PCB routing and circuit designing is not only a part of engineering, it is an art as well. With modern electronics, PCB designing has proven crucial for any electronics product to come out as functionally successful. Therefore, it is indeed important to follow PCB designing principles.
If you are a beginner in the field of electronics, it might get difficult or confusing to properly handle all the aspects of PCB designing. It goes without saying that there is a lot that goes into any design engineering and PCB design is not an exception. It could make or break any product. There are several PCB designing software that are most commonly used such as Alyuim Designer, EAGLE (Easily Applicable Graphical Layout Editor), Multism, OrCAD, KiCAD, EasyEDA. So, let’s go into detailed guidelines for beginners to start with PCB designing.
1st Step: Designing Schematics
Schematics play a key role in the PCB designing process. It is a blueprint of an electronics product. During schematics design, designer needs to cover following details:
- What kind of components will be part of your design
- How all these components are connected altogether
2nd Step: Designing layouts
After finishing up with schematics, you need to generate a PcbDoc file to import all components into the PCB layout. Here you need to figure out the shape and size of PCB and layer stack up.
3rd Step: Synchronizing schematics with PCB
Linking schematics with PCB can be done by following these steps in your design software; This may slightly vary as per various software:
- Go to design and update PCB
- A new dialogue box will pop up, where you need to verify all changes as you keep adding new information to PCB from schematics.
- A green tick mark or Validated sign indicates changes are valid and you can execute those changes
4th Step: Deciding on PCB layer stackup
With the help of a layer stack up manager on your chosen software, you need to define size, shape and number of layers in your PCB.
5th Step: Defining PCB design rules
It is recommended to follow globally known standards for deciding PCB design rules such as IPC standard. PCB design rules include following criterias:
- Clearance among various components, pads and traces in PCB layout.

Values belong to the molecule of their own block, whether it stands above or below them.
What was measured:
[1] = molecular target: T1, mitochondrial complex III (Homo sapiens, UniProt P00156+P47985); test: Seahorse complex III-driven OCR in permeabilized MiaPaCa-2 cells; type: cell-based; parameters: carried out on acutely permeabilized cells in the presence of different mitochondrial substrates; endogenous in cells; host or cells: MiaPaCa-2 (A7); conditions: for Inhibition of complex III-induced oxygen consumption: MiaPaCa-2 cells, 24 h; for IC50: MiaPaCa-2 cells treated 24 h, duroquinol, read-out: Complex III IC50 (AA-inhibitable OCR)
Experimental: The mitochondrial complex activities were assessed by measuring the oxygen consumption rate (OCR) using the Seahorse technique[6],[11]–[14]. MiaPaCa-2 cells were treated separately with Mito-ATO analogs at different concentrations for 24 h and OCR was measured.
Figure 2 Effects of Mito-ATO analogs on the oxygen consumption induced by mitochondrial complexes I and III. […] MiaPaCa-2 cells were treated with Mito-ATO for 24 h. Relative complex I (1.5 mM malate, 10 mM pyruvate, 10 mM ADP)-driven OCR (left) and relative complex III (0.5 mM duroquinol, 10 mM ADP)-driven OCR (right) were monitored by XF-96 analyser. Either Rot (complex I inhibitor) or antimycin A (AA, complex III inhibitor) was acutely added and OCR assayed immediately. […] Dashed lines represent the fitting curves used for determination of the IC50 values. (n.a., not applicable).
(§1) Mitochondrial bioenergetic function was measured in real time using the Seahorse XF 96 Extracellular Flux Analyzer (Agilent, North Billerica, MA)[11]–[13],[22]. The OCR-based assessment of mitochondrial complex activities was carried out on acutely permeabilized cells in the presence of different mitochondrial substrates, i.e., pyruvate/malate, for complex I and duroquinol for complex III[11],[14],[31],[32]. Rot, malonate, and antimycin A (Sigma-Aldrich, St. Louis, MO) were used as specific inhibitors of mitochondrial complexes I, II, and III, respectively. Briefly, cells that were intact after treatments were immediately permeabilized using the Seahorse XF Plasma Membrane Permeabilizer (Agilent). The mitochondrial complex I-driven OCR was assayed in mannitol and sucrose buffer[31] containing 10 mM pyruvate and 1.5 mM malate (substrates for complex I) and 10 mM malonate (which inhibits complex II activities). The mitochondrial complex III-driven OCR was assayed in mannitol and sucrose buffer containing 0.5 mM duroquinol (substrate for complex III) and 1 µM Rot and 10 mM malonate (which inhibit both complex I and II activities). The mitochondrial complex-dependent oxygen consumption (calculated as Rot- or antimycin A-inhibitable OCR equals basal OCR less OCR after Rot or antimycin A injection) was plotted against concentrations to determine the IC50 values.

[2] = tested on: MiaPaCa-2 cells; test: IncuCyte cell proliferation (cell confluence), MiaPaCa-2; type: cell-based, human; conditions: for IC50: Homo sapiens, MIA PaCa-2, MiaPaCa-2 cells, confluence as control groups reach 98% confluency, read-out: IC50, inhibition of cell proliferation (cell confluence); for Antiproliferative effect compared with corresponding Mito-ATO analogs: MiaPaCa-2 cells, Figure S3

- Routing rules accommodating trace width and length for various nets
- High speed, voltage and signal integrity limits
6th Step: Placing components
Depending upon your design software you can choose to place all components manually or automatically or mix of both.
7th Step: Include drill holes
It is advisable to insert drill holes before you begin to route traces. For that, you need to follow the design for manufacturing (DFM) specification from your PCB manufacturer.
8th Step: Routing traces
When you begin routing traces in your PCB, you should start with important routes first, such as power nets, RF (Radio Frequency) related nets, or any other impedance controlled nets or noise sensitive nets. Afterwards you can finish up with remaining connections. It is important to follow few constraints for such nets:
- Traces with low voltage nets should not be overlapped with high voltage nets from different layers.
- Noise sensitive traces should be kept as short as possible.
9th Step: Adding the labels
After completing routing it is vital to add labels, identifiers, markings, logos and other imagery to silkscreen. It is important to include Pin 1 indicators, polarity marking for bipolar components or any other labels that can be proven crucial for the assembly process or debugging the PCB afterwards. All these labels and markings are required to be placed in the Top Overlay or Bottom Overlay layers in the PCB layout.
10th Step: Generating design output files
Design files for manufacturing PCB are generated as Gerber files, IPC-2581 or ODB++, which are various standard formats for PCB.